Juniors end Trials with world-leading performances
CALABAR High's Michael O'Hara and sprint hurdler Holmwood's Yanique Thompson established World Youth leading times on yesterday's second and final day of the Jamaica Athletics Administrative Association/Supreme Ventures National Junior Championship with two exquisite performances.
Despite a brief but heavy shower of rain and strong winds that delayed the meet by almost an hour, the performances were outstanding as the Jamaican team got ready for the first of two major summer championships.
After his personal best and new world-leading run of 10.39 seconds in the 100m on Saturday's opening day, O'Hara has established himself as one to beat at the World Youth Championships to be held in two week's time in Donetsk, Ukraine, with a second personal best 20.75 seconds tied for the best in the world with Cuba's Reynier Menya.
The Calabar High student destroyed a solid field as he came off the bend in first place and powered away to win easily ahead of Donald Quarrie's Odane Bernard (21.66 seconds) with Ivan Henry of St Jago third in 21.92 seconds.
Jonielle Smith of Wolmer's also copped a sprint double as she just caught Edwin Allen's Saqukine Cameron on the line to win the Under-18 200m, both timed in 24.27 seconds with Shanice Reid of St Jago third in 25.02 seconds.
Odail Todd won the Under-20 boys' race in 21.12 seconds beating Oshane Burrell of Manchester High (21.23 seconds) and Jevaughn Minzie of Racers TC took third in 21.25 seconds.
Earlier in the afternoon, Thompson improved on her World Youth leading 100m hurdles time running 13.23 seconds to beat her previous 13.36 seconds to move to within one hundredth of a second of the best ever by a Jamaican, the 13.22 seconds set by Latoya Greaves.
Rushell Burton of St Andrew High, who is ranked number two in the world, was second in 13.65 with Tishanna Monteith of St Jago third in 13.67 seconds.
The University of Technology's Megan Simmonds won the Under-20 race in 13.38 seconds ahead of St Jago Chrisdale McCarthy's 13.85 seconds.
The Under-18 boys' 400m final lived up to its pre-race billing as one of the most competitive events on the list as World Youth Leader Devaughn Baker of Jamaica College won in 46.90 seconds ahead of Martin Manley (47.21 seconds) and Jaheel Hyde of Wolmer's Boys' (47.47).
The runners were locked in a close race until about 50 metres to go when Baker separated himself from the pack.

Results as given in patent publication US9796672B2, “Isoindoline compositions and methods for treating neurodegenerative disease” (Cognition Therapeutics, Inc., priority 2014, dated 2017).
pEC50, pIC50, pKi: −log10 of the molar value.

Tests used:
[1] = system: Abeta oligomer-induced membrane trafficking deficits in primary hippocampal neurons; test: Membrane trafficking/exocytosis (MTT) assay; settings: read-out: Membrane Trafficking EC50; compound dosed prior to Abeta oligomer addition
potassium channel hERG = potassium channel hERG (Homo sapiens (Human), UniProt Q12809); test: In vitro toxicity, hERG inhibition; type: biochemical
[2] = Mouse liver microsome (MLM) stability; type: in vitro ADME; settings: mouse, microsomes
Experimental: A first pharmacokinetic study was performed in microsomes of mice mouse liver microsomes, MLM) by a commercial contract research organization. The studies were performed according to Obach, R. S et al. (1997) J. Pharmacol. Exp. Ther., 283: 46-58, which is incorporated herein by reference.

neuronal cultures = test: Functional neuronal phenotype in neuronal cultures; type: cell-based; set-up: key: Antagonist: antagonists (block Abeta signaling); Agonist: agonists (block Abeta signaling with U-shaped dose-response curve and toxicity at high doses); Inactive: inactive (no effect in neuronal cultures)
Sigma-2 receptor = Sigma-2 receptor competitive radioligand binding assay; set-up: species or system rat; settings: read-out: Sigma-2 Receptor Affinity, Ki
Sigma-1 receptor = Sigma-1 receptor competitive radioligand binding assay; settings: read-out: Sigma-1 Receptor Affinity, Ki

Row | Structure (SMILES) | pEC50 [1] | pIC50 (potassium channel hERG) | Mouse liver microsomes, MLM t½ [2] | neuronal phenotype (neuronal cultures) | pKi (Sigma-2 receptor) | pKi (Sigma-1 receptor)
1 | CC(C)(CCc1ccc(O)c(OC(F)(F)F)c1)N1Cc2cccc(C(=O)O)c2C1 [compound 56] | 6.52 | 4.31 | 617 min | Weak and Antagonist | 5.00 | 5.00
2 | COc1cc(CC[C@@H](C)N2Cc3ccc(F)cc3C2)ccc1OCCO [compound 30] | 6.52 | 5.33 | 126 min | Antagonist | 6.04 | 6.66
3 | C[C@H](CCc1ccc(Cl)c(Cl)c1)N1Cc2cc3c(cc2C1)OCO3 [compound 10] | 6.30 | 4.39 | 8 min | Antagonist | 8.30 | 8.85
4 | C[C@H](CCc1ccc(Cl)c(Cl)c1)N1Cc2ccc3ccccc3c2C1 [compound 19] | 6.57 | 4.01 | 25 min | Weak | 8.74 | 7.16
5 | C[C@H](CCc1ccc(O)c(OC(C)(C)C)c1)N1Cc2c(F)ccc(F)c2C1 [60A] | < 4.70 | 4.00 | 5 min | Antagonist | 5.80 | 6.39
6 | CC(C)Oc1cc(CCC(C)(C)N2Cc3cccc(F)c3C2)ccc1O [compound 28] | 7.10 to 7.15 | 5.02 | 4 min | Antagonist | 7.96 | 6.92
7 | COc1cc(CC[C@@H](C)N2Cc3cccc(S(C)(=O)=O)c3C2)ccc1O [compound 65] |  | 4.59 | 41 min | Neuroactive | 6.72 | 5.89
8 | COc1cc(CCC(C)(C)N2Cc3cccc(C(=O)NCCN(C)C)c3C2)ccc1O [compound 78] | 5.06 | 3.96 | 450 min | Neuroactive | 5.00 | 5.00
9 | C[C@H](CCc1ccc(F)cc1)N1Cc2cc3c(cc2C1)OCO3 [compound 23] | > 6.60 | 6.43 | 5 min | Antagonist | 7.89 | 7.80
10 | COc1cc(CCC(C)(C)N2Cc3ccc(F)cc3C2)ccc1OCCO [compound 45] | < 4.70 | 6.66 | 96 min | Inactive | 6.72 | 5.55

Papine High's Tiffany James won the Under-18 400m in a season's best 53.44 seconds upsetting World Youth leader Yanique McNeal 55.92 seconds and Segale Brown of Petersfield-570.02 seconds.
James' time makes her the second-fastest athlete in the world so far this year, with the fourth best time, all behind McNeil, whose 53.17 seconds is still the best in the world so far.
Favourite and world number two ranked Shericka Jackson won the girls' Under-20 400m in 53.68, holding off a hard-charging Asaine Hall of Petersfield who ran 54.09 seconds with Samantha James of UTech third in 55.86 seconds.
US-based Steven James won the Under-20 boys' 400m in 46.83 seconds to beat Munro College's Herbert Thomas (48.07 seconds) and Manchester high's Derron Wright (48.14 ).
Edwin Allen High's Demar Gayle produced a brilliant series to win the boys' Under-18 shot put in a lifetime best 18.32m, pencilling in his name on the list for the World Youth Championships expected to be released on Wednesday; he threw over 17.00m on all six attempts after winning the discus the previous day.
All three medallists had new personal bests as Vashon McCarthy of Ascot was second with 17.39m and Munro College's Kino Dunkley was third with 17.10m.
Gayle opened with 17.09m then achieved the WYC standard 17.70m with 17.79m on his second attempt, then finished with 17.47m, his winning throw of 18.32m, and 17.84m on his final throw.
Afterwards, Gayle told the Jamaica Observer he was expecting to go over 19.00m after achieving the mark in training, adding that he expected to do even better should he be selected.
St Jago's Roje Jackson-Chin won the boys' Under-18 long jump with a wind aided 7.26m (2.1m/s), Ajani James of Jamaica College was second with 7.12m (2.8m/s) and Campion's Lorne Barrett third with 6.83m.